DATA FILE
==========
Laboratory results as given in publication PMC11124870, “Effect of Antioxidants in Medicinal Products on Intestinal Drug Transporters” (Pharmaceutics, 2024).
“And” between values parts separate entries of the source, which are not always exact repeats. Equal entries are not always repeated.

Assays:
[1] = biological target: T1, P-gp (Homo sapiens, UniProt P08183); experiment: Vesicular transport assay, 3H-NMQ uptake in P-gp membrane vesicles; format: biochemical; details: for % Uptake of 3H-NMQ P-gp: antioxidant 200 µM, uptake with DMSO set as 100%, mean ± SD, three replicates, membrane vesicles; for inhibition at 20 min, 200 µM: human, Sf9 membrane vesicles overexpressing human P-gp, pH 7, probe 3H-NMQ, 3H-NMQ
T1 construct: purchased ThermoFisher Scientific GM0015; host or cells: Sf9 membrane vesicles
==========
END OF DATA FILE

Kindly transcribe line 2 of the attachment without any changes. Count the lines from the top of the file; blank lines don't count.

“And” between values parts separate entries of the source, which are not always exact repeats. Equal entries are not always repeated.